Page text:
Wednesday, February 8, 2012

Intrusion Detection Systems and Intrusion Prevention Systems

If you're studying for one of the security certifications like CISSP, SSCP, or Security+ you'll come across intrusion detection systems and intrusion prevention systems. An intrusion detection system can detect and alert on potential intrusions, and an intrusion prevention system goes a step further and can block an attack. There's a lot of depth to these topics and if you want to take a deep dive into the topics, check out NIST SP 800-94, Guide to Intrusion Detection and Prevention Systems (IDPS). This blog outlines the basics.

Host-based and Network-based

Intrusion detection systems (IDSs) and intrusion prevention systems (IPSs) are either host-based (HIDS or HIPS) or network-based (NIDS or NIPS).
  • Host-based. A host-based system is installed on a single computer such as a workstation or server. Its goal is to protect local resources on the host and it can detect attacks or intrusions on this system, but it cannot detect attacks on other systems.
  • Network-based. A network-based system monitors network activity and will include multiple sensors installed on network devices such as routers and firewalls. These sensors report activity back to a central monitoring console. It can detect network-based attacks, but it cannot detect anomalies on individual systems.

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Detection Methods

IDSs and IPSs primarily detect intrusions using one of two methods, knowledge-based or behavior-based.
  • Knowledge-based. This uses a database of known attack patterns and is similar to the signature file used to detect different types of viruses. It is also called signature-based and definition-based. The key is that the intrusion is using a known method that can be recognized. It's important to keep antivirus definitions up-to-date to detect emerging threats. Likewise, it's important to keep a knowledge-based IDPS signature file up-to-date.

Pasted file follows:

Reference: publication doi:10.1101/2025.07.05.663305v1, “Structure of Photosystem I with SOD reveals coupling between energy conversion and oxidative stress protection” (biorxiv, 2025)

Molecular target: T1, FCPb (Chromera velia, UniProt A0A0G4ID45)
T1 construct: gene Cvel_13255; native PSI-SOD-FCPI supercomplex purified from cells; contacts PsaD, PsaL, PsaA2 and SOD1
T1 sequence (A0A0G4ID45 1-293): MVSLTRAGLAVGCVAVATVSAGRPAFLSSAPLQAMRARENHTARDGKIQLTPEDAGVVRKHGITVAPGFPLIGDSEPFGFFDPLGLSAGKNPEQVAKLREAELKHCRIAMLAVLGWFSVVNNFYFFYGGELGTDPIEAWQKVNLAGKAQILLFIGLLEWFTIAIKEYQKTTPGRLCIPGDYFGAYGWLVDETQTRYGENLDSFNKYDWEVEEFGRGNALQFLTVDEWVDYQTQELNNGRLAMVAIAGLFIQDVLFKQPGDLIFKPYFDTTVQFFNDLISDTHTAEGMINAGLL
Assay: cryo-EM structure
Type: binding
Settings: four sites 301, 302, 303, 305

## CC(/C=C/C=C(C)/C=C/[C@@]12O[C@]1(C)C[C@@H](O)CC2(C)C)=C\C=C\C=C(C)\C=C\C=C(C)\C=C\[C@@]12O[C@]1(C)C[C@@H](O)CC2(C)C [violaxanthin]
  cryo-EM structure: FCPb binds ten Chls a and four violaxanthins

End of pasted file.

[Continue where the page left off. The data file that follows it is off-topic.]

• Anomaly-based. Anomaly-based detection starts by creating a baseline of normal behavior. This baseline can take days or even weeks to create and is often called a training period. After the baseline is created, it then monitors activity and can report when activity varies from the baseline. For example, if network bandwidth usage is typically at 50 percent utilization for a specific connection, but increases to 95 percent sustained utilization, it indicates a change from the norm or an anomaly and will raise an alert. If the environment is updated or changed, the baseline needs to be updated.
Another method is known as stateful protocol analysis (also called deep packet inspection). In this method, traffic is examined for suspicious activity based on the protocol. For example, a typical File Transfer Protocol (FTP) session follows a predictable pattern where a user authenticates and then begins issuing commands. However, if the session deviates from the pattern, perhaps with the user issuing commands without authenticating, it may indicate an attack.

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False Alarms

Both knowledge-based and anomaly-based systems are susceptible to false alarms (also called false alerts and false positives). In other words, they may report an attack that isn't actually an attack. The goal of security administrators is to reduce the number of false alarms to a minimum, while also ensuring that actual attacks are reported.

Thresholds are used to set the limit between normal behavior and abnormal behavior that may indicate a potential attack. As an example, consider a TCP SYN flood attack where an attacker sends a SYN packet but not the ACK packet to complete a connection. If this happened once in a ten minute period, it probably isn't an attack. If it happened one thousand times within a minute, it very likely is an attack. An IDS would use some number between 1 and 1,000 to as the threshold and when that number is reached, it raises an alert.

There isn't a perfect number for any threshold so administrators seek a balance. If it is set too high, attacks will not be detected. If it is set too low, the IDS won't be trusted due to the high number of false alarms. Most administrators are willing to accept some false positives if it will ensure they are notified when actual attack occurs.

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When an IDS or IPS detects a potential intrusion it can respond either passively or actively.
  • Passive. A passive response will log the event and possibly provide a notification. The notification can be an email, text message, or page sent to key personnel, or perhaps a pop-up dialog box on the system.
  • Active. An active response will include the passive capability but will also take action to block the attack. It may terminate a connection or modify the access control list (ACL) on a router or firewall to block the attack.


Active intrustion detection systems are often called intrusion prevention systems but this isn't always the case. The distinguishing difference is that an IPS is placed inline with the traffic. In other words, all traffic to a network passes through an IPS giving the IPS the ability to block malicious traffic. In contrast, an active IDS may be able to block an attack but if it is not placed inline with the traffic, it can only block it after the attack has started.